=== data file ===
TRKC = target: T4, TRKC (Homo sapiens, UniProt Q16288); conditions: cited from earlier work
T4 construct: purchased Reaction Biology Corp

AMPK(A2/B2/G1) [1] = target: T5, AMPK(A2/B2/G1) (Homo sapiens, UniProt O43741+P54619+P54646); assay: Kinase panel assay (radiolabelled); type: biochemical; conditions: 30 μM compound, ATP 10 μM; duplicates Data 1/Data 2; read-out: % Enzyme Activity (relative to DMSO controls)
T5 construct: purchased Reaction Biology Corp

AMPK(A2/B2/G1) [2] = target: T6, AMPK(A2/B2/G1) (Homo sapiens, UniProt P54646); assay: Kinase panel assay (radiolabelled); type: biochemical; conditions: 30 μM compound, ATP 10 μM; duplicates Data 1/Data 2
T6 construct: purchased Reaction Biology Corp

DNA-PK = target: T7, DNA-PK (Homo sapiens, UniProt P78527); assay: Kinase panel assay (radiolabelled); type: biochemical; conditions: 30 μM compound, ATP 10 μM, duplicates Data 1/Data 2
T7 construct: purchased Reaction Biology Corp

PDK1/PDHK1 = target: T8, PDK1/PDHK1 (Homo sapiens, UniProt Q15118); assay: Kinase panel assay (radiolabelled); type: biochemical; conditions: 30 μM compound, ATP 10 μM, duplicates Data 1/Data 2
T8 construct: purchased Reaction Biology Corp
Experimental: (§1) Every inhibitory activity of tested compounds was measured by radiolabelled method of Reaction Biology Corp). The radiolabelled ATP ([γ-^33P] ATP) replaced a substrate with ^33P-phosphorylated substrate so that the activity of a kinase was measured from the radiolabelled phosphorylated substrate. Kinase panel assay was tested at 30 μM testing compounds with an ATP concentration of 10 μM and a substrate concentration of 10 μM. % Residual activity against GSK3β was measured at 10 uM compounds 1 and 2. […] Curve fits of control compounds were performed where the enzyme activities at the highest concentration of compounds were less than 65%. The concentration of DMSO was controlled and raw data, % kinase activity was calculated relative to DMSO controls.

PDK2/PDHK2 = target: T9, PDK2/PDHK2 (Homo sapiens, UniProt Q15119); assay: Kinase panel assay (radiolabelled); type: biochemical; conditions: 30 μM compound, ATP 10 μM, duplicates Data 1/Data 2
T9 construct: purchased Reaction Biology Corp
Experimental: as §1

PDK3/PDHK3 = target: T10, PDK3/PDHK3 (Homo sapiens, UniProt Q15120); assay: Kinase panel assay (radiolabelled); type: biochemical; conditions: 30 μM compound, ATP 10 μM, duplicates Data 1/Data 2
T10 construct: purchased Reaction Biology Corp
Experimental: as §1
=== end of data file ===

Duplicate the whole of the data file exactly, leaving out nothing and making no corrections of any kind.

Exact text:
TRKC = target: T4, TRKC (Homo sapiens, UniProt Q16288); conditions: cited from earlier work
T4 construct: purchased Reaction Biology Corp

AMPK(A2/B2/G1) [1] = target: T5, AMPK(A2/B2/G1) (Homo sapiens, UniProt O43741+P54619+P54646); assay: Kinase panel assay (radiolabelled); type: biochemical; conditions: 30 μM compound, ATP 10 μM; duplicates Data 1/Data 2; read-out: % Enzyme Activity (relative to DMSO controls)
T5 construct: purchased Reaction Biology Corp

AMPK(A2/B2/G1) [2] = target: T6, AMPK(A2/B2/G1) (Homo sapiens, UniProt P54646); assay: Kinase panel assay (radiolabelled); type: biochemical; conditions: 30 μM compound, ATP 10 μM; duplicates Data 1/Data 2
T6 construct: purchased Reaction Biology Corp

DNA-PK = target: T7, DNA-PK (Homo sapiens, UniProt P78527); assay: Kinase panel assay (radiolabelled); type: biochemical; conditions: 30 μM compound, ATP 10 μM, duplicates Data 1/Data 2
T7 construct: purchased Reaction Biology Corp

PDK1/PDHK1 = target: T8, PDK1/PDHK1 (Homo sapiens, UniProt Q15118); assay: Kinase panel assay (radiolabelled); type: biochemical; conditions: 30 μM compound, ATP 10 μM, duplicates Data 1/Data 2
T8 construct: purchased Reaction Biology Corp
Experimental: (§1) Every inhibitory activity of tested compounds was measured by radiolabelled method of Reaction Biology Corp). The radiolabelled ATP ([γ-^33P] ATP) replaced a substrate with ^33P-phosphorylated substrate so that the activity of a kinase was measured from the radiolabelled phosphorylated substrate. Kinase panel assay was tested at 30 μM testing compounds with an ATP concentration of 10 μM and a substrate concentration of 10 μM. % Residual activity against GSK3β was measured at 10 uM compounds 1 and 2. […] Curve fits of control compounds were performed where the enzyme activities at the highest concentration of compounds were less than 65%. The concentration of DMSO was controlled and raw data, % kinase activity was calculated relative to DMSO controls.

PDK2/PDHK2 = target: T9, PDK2/PDHK2 (Homo sapiens, UniProt Q15119); assay: Kinase panel assay (radiolabelled); type: biochemical; conditions: 30 μM compound, ATP 10 μM, duplicates Data 1/Data 2
T9 construct: purchased Reaction Biology Corp
Experimental: as §1

PDK3/PDHK3 = target: T10, PDK3/PDHK3 (Homo sapiens, UniProt Q15120); assay: Kinase panel assay (radiolabelled); type: biochemical; conditions: 30 μM compound, ATP 10 μM, duplicates Data 1/Data 2
T10 construct: purchased Reaction Biology Corp
Experimental: as §1